ZHANG DAN ( China) said that, while heroine and cocaine production had declined in the last year, and State efforts to implement the United Nations Convention against Transnational Organized Crime had increased, drug trafficking had grown more intertwined with other criminal activities, such as terrorism.  Also, new crimes, such as cybercrime, were cropping up, which threatened the security and sustainable development of some regions.  Indeed, formidable challenges persisted in combating transnational organized crime and curbing drugs, and international cooperation must be strengthened, as it was the only effective way to tackle such issues.  Such cooperation and technical assistance should always abide by the United Nations Charter, as well as the principles of mutual respect for sovereignty and equality.

To combat transnational organized crime, she urged leveraging the role of the Conference of States Parties to the Convention to collect data on States’ implementation, and analysing problems faced by developing nations in that regard, to ensure that capacity building and technical assistance was in line with recipient needs.  The Office on Drugs and Crime should also be supported.   China had implemented provisions of the Convention, as well as the United Nations Convention against Corruption, and continued to take legislative, administrative and judicial measures to engage in international cooperation.  In the area of drug control, international cooperation was the only appropriate response, and China supported the United Nations Commission on Narcotic Drugs changing its annual thematic debate to emphasize the exchange of best practice.   China had implemented comprehensive drug control measures, which included treatment for drug addicts and nationwide education campaigns, mobilizing a campaign for a “People’s War against Drugs”.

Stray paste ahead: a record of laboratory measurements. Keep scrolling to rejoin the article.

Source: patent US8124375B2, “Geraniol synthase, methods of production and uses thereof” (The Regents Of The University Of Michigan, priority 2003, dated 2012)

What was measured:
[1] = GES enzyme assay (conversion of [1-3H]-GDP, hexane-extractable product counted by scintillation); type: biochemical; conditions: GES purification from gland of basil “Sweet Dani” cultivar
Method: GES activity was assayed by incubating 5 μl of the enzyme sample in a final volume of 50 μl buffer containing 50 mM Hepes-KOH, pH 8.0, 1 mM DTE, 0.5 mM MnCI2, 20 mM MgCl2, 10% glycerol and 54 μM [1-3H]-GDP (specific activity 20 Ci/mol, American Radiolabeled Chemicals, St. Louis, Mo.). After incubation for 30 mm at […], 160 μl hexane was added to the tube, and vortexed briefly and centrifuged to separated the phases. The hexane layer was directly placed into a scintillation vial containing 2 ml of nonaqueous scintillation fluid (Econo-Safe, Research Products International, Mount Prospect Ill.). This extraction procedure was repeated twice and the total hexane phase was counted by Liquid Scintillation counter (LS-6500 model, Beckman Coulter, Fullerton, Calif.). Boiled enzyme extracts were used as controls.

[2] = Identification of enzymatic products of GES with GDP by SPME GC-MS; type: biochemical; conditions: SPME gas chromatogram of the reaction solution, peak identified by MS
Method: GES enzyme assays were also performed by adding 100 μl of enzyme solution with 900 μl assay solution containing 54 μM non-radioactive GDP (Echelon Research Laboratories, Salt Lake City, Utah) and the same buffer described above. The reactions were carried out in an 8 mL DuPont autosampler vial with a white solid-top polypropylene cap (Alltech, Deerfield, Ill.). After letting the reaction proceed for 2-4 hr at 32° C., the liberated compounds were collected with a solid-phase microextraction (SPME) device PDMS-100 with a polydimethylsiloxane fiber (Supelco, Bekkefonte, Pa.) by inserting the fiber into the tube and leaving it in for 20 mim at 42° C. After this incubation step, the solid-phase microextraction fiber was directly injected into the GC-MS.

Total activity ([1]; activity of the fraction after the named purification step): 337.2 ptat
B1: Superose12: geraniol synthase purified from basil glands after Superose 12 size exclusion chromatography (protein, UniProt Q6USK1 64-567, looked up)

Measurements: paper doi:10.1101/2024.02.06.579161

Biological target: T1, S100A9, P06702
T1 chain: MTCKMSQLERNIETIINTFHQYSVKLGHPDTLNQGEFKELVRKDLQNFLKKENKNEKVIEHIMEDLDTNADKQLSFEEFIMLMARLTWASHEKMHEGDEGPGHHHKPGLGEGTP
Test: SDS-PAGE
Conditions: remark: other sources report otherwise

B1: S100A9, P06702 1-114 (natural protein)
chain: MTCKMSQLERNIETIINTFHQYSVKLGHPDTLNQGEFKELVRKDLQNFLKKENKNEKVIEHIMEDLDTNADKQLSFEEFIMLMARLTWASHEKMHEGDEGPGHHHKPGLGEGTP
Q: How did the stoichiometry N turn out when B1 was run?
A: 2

HASSAN ALI HASSAN ALI ( Sudan) said the fight against drugs had been a drain on resources.  All States must act to eradicate the production and transport of illicit drugs.  Trafficking in all its forms had to be confronted with the capital proceeds of such crimes targeted.  People living in developed countries had been exploiting such trafficking.  Sudan was fully committed to the Convention against Transnational Organized Crime.  Like others, it was concerned that Africa was the target of those who wanted to exploit its natural resources; in order to respond, Africa needed support.  Sudan was convinced of the importance of international cooperation in fighting terrorism.  It had done much in that regard, participating in many forums on the issue and cooperating with other countries.

He said Sudan was a very large country and had porous borders with nine countries; cross-border trafficking in weapons had notably exasperated the situation in Darfur.  Sudan had been striving to implement all conventions and protocols relating to organized crime at the national level; much had been accomplished already and its criminal justice system was in line with human rights.  He called upon the international community to redouble its efforts to confront trafficking in drugs and human beings.  Industrialized countries had a huge responsibility and they must strengthen their efforts at the level of the United Nations.

YANEISY ACOSTA HERNÁNDEZ ( Cuba) said that, to fight the scourge of crime, it was necessary to fight inequitable social development, since countries with limited resources, as a result of the unjust distribution of resources, faced more difficulties.  No country could fight crime alone, and international cooperation and the principle of common but differentiated responsibilities were essential.  Noting that drug trafficking constituted a particular challenge for the international community, Cuba reiterated its support for the fight against drugs.  The problem could not be solved in the centres of production or intermediary countries, but in the centres of drug use, she said.